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NEW YORK (TheStreet) -- We're nowhere near the level where interest rates can hurt the economy, Jim Cramer told his Mad Money viewers Tuesday. That's why he's using the bond-induced weakness in the markets to do some buy, buy, buying.

When positive things happen, stocks tend to go higher. That may seem like a simple notion but for many bond traders, the fact that European interest rates are creeping higher because, well, things are actually getting a little better, can only mean "Sell everything."

The fact remains that for the industrial, chemical and paper stocks, a weaker Europe has only led to repeated earnings estimate cuts. But now that Europe is on the mend, estimates can finally be raised. A stronger Europe will also buoy China, which sells a sizable portion of its goods there.

Meanwhile, here in the U.S. stocks like Pall Corp (PLL), which does 40% of its business in Europe, can catch a takeover bid and pop 20% in a single session.

Cramer reminded viewers that it's not the direction but the velocity of interest rates that matters. As long as rates creep up slowly, our economy and stock market will do just fine.

Believe in AOL

"Sometimes you just have to believe," Cramer told viewers. That's not always easy because there are skeptics at every turn.

Case in point: AOL (AOL), the former dial-up Internet giant that's reinvented itself as a search and advertising platform rivaled by only Google (GOOGL). When the company reported on Monday, it posted terrific numbers, with video, mobile and advertising segments all performing well.

But then on Tuesday, an analyst downgraded AOL from hold to sell, citing its accelerating decline in dial-up subscribers. What the analyst failed to consider however, is that dial-up doesn't matter. What matters is video, mobile and AOL's advertising platform.

For all those who didn't believe and sold on that recommendation missed out on today's $50 a share bid by Verizon (VZ), a full $11 a share higher than where they were trading just yesterday.

That's why sometimes you have to ignore the skeptics and just believe that the companies behind the stocks in your portfolio know what they're doing, Cramer concluded.

Executive Decision: Martin Schroeter

For his "Executive Decision" segment, Cramer sat down with Martin Schroeter, CFO at IBM (IBM), at the home of Watson, the company's new cloud-based analytics platform.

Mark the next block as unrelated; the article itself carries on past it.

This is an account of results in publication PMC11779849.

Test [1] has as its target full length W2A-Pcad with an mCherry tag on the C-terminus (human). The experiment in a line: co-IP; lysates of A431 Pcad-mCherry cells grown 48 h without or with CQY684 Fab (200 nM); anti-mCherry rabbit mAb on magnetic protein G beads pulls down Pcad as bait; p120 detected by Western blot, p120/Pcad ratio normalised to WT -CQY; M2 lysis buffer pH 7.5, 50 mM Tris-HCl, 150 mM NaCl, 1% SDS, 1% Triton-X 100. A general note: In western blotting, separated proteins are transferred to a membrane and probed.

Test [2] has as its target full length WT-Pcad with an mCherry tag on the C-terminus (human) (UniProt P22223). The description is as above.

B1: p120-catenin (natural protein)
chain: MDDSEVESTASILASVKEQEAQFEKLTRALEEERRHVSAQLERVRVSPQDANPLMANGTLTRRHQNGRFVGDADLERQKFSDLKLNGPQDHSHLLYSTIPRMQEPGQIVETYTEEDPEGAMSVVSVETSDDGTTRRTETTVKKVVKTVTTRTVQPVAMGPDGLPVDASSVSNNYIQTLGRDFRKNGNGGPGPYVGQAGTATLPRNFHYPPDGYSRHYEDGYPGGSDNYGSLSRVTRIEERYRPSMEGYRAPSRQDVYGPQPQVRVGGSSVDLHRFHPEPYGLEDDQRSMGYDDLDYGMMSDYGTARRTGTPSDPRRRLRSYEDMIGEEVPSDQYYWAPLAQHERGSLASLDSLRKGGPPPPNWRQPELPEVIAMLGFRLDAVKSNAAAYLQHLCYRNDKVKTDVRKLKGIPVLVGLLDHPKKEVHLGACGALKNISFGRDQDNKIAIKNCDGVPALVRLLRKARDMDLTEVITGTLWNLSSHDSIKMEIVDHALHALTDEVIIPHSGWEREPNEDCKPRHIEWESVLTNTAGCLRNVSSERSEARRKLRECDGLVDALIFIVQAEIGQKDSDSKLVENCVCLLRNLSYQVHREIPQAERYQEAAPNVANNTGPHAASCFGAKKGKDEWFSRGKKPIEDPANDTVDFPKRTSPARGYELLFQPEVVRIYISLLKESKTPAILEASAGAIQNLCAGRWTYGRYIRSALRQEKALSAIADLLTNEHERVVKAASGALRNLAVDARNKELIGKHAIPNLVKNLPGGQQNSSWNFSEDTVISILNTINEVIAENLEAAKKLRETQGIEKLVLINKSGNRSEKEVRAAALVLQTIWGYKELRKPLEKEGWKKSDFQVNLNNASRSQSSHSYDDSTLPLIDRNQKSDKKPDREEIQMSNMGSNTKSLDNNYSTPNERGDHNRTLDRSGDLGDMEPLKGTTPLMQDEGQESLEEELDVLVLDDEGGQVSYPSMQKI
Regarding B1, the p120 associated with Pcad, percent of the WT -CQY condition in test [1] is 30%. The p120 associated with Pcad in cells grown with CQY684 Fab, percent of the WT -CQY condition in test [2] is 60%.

Schroeter explained IBM builds solutions that solve clients' most difficult problems. Watson is just the latest tool to help them do that and represents several hundred patents. IBM currently has a $17 billion analytics business and Watson is being plugged into that business with an ecosystem that its partners can build on.

In the case of health care, which will be Watson's first task, the system can scan over 12 million medical journal articles and make correct diagnoses in just hours versus weeks. Watson's user-friendly output is then made available to doctors on an iPad. Watson can see patterns that humans simply can't, Schroeter said, because it scans all the data and not just a sub-set of the data.

Watson will also soon be put to work analyzing social media feeds, interpreting trends and making predictions as it scans millions of posts around the globe in multiple languages. Here, too, Watson is able to spot trends in mountains of data that humans couldn't possibly see by themselves.

Off the Tape

In his "Off the Tape" segment, Cramer sat down with Ben Kaufman, founder and CEO of the privately held Quirky, number 15 on CNBC's "Disruptor 50" list of the hottest start-ups.

Kaufman explained that Quirky exists to help make inventions as successful as possible. Every week, thousands of ideas and inventions are submitted to the company's Web site and world votes up the best ones, which Quirky then helps make into successful products.

Before Quirky, Kaufman noted, people would spend their life savings trying to turn their ideas into reality. But now, by simply submitting them to Quirky's Web site, those ideas can be unlocked.

Quirky currently focuses on household items, including small appliances like coffee makers and pet food dispensers. The company also has partnerships with big names like Amazon.com (AMZN) and General Electric (GE) to take the ideas that Quirky fosters even further.

Lightning Round

In the Lightning Round, Cramer was bullish on McCormick (MKC), WhiteWave Foods (WWAV), Rite Aid (RAD), Southwest Airlines (LUV), MetLife (MET) and Travelers Companies (TRV).

Cramer was bearish on Linn Energy (LINE), Exelis (XLS), Pandora Media (P), Clean Energy Fuels (CLNE) and Sprouts Farmers Market (SFM).

Off the Charts

In the "Off The Charts" segment, Cramer went head to head with colleague Carly Garner over the direction of commodities, which have been lagging the rally in oil.

Garner looked at a weekly chart of the Dow Jones-UBS Commodity Index and noted that while oil has bounced 50% from its lows, the rest of the commodity group has barely rallied 10%. She felt that corn, wheat, soy and even gold were looking undervalued.

Turning to a longer-term monthly chart, Garner noted the index has a floor of support at $100, a level it last saw in the depths of the great recession in 2009. To find a level below $100, one would have to look back to 2002. Garner felt that commodities cannot sustain such a low level for long.

With Europe about to turn and China following suit, Cramer said he agreed with Garner's analysis that perhaps it's time to start increasing your commodity exposure.

To watch replays of Cramer's video segments, visit the Mad Money page on CNBC.

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At the time of publication, Cramer's Action Alerts PLUS had a position in GOOGL and WWAV.

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